1 Answer | Add Yours
First, the title itself is ironic: "The Green Door" is about a young man's sense of adventure leading him to knock on a green door, but, the card that is handed to him by the ornate man advertises a play entitled "The Green Door." The irony lies in the contrast between what is expected by the title and what one reads in the narrative and what happens when the young man actually opens a green door instead of attending a play of the theatre. Added to this, there are several green doors!
Secondly, there are subtle ironies in the story that set the reader up for the biggest One such irony is in the contrast of what the reader expects O. Henry to write and what he actually does when he puts "while you are choosing between a diverting tragedy and something serious in the way of vaudeville. [Comedy, not tragedy, is diverting; vaudeville was anything but serious.] Another example of an ironic statement is "A fine example of a true adverturer is the Prodigal Son--when he started back home." [How was it an adventure to return home?] Still another example or irony is O. Henry's statement that the starving girl "approved of his bereft condition." [Why would she think it good that the man, too, is without things?] And, the final irony under irony of the title is the multiple green doors, yet the adventurer feels Fate brought him to the particular door. [Do not adventurers hold with pure chance, not any kind of Destiny?]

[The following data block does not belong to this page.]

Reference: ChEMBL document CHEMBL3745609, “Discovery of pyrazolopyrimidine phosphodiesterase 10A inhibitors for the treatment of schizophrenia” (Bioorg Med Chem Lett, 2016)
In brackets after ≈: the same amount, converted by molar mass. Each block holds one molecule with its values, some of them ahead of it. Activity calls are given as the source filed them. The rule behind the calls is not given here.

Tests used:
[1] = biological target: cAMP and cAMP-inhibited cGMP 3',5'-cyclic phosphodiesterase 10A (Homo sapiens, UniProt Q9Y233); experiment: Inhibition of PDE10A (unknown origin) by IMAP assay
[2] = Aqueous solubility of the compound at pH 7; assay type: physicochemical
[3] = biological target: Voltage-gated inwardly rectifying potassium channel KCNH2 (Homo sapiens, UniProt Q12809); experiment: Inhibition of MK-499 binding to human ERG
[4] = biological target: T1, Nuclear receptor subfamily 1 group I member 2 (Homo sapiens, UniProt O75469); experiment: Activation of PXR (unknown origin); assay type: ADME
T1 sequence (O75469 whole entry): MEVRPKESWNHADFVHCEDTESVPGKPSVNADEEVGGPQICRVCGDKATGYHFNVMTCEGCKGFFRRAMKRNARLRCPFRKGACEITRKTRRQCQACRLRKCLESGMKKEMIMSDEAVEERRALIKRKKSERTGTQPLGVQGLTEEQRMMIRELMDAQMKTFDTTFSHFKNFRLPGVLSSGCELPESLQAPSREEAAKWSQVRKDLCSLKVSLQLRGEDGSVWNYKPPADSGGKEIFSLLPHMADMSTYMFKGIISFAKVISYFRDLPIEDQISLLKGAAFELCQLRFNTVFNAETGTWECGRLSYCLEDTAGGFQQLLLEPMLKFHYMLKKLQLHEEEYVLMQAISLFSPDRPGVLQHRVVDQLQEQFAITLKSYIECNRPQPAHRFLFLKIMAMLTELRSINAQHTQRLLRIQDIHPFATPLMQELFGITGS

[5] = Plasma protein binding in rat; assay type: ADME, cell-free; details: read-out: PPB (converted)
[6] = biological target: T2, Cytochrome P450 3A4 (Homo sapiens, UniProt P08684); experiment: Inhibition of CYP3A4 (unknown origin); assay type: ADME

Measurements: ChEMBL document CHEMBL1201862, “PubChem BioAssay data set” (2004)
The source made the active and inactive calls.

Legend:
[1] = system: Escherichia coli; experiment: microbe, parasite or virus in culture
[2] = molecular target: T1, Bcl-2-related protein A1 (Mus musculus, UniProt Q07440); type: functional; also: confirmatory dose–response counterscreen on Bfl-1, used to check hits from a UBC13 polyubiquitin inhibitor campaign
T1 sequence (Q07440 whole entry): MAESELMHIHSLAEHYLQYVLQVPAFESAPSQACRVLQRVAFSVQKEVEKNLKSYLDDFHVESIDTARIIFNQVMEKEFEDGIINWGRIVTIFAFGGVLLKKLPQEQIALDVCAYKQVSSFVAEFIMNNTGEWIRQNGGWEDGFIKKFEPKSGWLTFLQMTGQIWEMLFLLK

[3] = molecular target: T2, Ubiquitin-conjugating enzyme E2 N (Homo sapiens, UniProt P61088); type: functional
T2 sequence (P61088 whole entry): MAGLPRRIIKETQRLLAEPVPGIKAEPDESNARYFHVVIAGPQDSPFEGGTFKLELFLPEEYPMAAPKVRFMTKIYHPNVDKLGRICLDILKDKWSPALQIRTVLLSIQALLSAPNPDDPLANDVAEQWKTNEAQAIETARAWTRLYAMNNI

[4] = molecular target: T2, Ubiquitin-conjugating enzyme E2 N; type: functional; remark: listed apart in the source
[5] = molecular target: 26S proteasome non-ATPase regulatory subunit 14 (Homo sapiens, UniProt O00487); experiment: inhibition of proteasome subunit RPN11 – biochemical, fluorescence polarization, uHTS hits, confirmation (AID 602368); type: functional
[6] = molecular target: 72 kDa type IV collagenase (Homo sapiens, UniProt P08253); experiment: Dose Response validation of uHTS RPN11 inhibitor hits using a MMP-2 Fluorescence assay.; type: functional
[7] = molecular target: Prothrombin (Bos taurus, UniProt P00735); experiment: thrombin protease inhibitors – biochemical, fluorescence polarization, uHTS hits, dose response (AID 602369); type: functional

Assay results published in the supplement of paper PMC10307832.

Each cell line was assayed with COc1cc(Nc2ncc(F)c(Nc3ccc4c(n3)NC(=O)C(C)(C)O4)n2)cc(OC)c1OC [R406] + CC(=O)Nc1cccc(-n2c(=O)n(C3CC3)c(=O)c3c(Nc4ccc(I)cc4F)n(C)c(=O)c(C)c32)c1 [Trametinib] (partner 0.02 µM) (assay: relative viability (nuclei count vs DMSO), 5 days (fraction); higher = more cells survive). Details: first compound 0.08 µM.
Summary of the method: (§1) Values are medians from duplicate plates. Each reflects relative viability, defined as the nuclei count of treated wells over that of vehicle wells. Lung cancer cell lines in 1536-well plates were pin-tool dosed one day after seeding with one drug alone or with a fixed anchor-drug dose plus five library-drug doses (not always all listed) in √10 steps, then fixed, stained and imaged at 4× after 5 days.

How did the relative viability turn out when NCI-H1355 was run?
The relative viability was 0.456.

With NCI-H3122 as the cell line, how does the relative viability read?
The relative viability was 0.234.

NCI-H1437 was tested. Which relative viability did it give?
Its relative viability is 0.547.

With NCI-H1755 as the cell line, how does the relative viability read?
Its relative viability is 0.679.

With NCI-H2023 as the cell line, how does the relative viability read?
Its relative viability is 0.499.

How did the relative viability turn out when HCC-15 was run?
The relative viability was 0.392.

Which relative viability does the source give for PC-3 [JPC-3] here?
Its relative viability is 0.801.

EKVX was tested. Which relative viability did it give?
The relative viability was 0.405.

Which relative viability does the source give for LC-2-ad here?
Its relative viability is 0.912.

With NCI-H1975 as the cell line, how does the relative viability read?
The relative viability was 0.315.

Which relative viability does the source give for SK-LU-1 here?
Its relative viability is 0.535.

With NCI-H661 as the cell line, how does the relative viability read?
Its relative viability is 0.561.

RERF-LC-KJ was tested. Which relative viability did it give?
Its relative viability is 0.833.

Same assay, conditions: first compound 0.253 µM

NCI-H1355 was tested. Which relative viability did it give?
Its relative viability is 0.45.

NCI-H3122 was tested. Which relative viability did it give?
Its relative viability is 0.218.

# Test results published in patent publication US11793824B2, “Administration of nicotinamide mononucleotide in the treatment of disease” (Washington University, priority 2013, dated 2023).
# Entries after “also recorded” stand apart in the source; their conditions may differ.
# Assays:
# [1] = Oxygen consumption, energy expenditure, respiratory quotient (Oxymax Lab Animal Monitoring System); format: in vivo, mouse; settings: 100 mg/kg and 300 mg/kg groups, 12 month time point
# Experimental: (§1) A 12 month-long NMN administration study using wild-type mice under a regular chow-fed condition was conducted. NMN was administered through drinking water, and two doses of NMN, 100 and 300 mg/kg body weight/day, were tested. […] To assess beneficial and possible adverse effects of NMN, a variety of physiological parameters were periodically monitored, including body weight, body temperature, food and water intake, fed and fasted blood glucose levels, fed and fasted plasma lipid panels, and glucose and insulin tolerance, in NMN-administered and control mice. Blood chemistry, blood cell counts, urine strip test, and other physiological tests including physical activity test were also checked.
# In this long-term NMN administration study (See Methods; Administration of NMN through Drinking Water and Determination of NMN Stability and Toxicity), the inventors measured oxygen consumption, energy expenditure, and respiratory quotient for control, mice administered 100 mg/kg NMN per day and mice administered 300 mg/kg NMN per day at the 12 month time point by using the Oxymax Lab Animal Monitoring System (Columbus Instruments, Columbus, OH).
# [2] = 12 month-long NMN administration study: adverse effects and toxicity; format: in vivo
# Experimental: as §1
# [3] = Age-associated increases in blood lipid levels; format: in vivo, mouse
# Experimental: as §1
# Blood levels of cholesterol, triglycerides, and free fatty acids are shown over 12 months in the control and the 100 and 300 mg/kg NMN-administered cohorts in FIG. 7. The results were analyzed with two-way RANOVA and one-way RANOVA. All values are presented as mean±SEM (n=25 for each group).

We’ve answered 318,957 questions. We can answer yours, too.Ask a question